It’s hard to summarise. I was in Kandahar, and I was on patrol, embedded with a group of American soldiers. I wasn't really interested in doing a story on people firing guns. My interest is the effect war has on people. So I was particularly interested in how the war was affecting these American soldiers. At that particular time more American soldiers were killing themselves than actually dying in combat. For me, that was an interesting psychological study. But if you’re going to be there you have to do everything that that group of soldiers does. So, we were out on patrol one day. We’d been ambushed in that place the day before and we knew that there was a risk of something happening. it was a very quiet moment, and the guys had just laid a perimeter around, and I turned to talk to one of them, and I just stepped on an IED.
The actual event itself, the only way you can describe it is the incredible shock. It’s kind of like diving into a frozen sea. Your breath is taken away from you, you lose all your bearings. The shock is the first thing that hits you. The incredible shock. Was it painful? Well, it’s a place I’ve never been to before and probably never will again. You can’t really describe it in sense of pain because, I can still trap my fingernail in the drawer and that will hurt more than anything else. It’s something beyond anything you can describe so it’s not really pain. It’s beyond pain.
It’s an overwhelming sensation throughout your body, your body is going into shock, doing a million crazy things, something beyond anything you’ve ever experienced. Without getting too philosophical, and I’m not a religious person but I can understand that idea of the early martyrs, of extreme suffering that almost elevates somebody beyond their mortal coil, to this point of almost ecstasy, a suffering bringing people close to God. I can understand where that idea comes from.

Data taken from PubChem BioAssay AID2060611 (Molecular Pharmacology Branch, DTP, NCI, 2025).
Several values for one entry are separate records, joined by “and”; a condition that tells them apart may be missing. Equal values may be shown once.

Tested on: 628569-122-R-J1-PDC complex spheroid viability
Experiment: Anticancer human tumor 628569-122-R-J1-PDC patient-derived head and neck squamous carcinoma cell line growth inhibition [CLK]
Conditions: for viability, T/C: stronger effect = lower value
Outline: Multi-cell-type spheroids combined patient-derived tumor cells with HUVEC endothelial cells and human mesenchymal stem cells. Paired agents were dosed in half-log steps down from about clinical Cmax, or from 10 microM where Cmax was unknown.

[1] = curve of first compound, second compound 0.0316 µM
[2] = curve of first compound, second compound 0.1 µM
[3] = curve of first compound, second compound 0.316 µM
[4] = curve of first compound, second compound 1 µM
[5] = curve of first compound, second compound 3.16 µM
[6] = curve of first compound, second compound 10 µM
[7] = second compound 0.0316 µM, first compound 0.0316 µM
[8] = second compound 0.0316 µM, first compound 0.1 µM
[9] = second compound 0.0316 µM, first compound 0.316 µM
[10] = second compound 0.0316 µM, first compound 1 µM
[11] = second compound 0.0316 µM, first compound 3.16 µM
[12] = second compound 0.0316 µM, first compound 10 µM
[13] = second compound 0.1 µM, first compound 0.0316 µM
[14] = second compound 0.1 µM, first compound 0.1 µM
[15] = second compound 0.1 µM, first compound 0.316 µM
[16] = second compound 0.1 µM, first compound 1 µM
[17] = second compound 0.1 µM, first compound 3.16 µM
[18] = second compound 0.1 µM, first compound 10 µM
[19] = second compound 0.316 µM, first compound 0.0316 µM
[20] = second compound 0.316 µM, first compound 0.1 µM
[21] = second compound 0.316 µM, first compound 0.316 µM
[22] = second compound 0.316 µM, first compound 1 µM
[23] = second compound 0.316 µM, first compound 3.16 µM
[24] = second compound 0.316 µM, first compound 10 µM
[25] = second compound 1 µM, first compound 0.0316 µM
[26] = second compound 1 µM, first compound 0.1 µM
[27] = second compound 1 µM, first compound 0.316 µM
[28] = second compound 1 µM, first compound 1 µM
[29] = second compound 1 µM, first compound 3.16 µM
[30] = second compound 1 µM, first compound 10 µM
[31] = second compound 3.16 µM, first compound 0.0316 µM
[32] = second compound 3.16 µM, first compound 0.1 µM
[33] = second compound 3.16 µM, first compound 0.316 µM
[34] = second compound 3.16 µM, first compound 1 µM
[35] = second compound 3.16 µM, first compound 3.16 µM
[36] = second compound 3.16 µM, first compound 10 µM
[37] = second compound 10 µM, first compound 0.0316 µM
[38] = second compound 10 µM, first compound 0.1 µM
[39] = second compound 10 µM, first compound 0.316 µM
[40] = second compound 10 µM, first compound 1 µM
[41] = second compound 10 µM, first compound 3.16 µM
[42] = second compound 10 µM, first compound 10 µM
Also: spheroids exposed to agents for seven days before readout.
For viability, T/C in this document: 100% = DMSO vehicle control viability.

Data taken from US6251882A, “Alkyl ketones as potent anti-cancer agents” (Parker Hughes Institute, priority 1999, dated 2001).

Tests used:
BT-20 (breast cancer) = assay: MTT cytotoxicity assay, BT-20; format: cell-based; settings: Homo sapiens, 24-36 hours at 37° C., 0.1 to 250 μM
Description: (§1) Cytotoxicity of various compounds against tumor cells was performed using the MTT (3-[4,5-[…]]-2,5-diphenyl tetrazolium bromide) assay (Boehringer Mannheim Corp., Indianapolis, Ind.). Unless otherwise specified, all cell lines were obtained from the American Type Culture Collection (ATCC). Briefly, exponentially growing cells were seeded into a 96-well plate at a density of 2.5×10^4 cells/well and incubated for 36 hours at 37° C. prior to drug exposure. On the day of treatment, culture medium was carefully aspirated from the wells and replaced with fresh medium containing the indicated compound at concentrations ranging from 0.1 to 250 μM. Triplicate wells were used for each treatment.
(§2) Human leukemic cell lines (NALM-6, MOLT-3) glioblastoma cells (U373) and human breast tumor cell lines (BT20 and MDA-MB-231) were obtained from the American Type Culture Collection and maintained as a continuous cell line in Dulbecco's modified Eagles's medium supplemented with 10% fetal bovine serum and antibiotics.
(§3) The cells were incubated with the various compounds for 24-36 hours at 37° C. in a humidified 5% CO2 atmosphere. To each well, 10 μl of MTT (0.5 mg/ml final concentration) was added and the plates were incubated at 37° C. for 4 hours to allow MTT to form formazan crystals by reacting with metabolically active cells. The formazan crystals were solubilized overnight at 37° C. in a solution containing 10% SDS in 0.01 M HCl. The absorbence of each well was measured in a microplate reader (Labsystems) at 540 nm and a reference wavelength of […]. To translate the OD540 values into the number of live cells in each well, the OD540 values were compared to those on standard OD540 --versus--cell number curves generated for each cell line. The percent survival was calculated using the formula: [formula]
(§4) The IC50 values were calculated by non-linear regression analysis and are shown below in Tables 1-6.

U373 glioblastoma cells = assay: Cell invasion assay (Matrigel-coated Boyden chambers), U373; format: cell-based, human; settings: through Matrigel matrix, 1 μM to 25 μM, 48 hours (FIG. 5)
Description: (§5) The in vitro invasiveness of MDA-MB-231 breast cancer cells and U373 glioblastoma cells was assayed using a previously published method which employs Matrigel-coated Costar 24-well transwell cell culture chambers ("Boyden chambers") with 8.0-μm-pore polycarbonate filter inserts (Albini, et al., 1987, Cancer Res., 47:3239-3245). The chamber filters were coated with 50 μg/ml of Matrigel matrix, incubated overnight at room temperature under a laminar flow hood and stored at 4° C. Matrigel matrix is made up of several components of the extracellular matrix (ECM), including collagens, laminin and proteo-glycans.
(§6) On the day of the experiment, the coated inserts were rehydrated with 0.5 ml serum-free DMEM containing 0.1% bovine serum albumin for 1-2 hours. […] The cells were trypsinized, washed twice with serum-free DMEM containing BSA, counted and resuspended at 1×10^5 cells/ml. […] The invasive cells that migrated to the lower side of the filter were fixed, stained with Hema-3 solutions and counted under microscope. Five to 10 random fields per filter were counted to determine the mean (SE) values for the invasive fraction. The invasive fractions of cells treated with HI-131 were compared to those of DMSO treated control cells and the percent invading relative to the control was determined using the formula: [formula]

“It’s a place I’ve never been to before and probably never will again. You can’t really describe it in sense of pain. It’s beyond pain.”
The reason it’s hard to explain is because it’s also beyond any experience you could possibly imagine. I mean, my legs had literally been ripped off, so you could see the bone was sticking out. It’s not like your leg’s been cut, it’s literally been flayed off from the bone. Likewise, my arm was smashed to pieces and burning, yet I was lucky because I kept my consciousness. When your brain is scrambled like that I knew that I had to find my focus as fast as possible.
There was no point trying to work out whether I could sit up or move. I had no control over that. So I just went into myself and thought, Just focus on your breathing, try and control that, it’s the only thing you can control. Try to calm yourself down. Luckily, that worked. I was able to keep that focus through the whole experience.
I was speaking to this guy Chris Metz, the sergeant leading the patrol, having a practical conversation with him about packing up my laptop and making sure it got sent home. So, it’s funny how your brain starts to work on quite banal levels.
Once I got over the initial shock that I wasn’t dead I started to break things down, the fact that I still had one hand, that I could still see. One of the first questions I asked on the medevac helicopter was whether I still had my dick and I still had that. Weirdly, you start to work out, Well, this could be worse. It was like a stock-check. I remember thinking I still have my hand, I still have my eyesight. Therefore I can still be be a photographer.
It’s funny though. I was with my nephew the other day, watching Saving Private Ryan. I grew up on war films and people getting blown up and it’s weird. because I was watching it and I was going “Oh, fucking hell! Imagine that! Imagine having to go through that!” And my nephew suddenly said “Yeah, but you know, you’ve done that.” And it still like that for me. If I’m watching a war film I’ll still be like, “Fucking hell, That’s pretty scary. I don't know if I could cope with that.” It’s quite a strange thing to have happened and somehow it doesn't feel quite the same as watching a war film where people get blown up.
Find out more about Giles Duley’s photography here.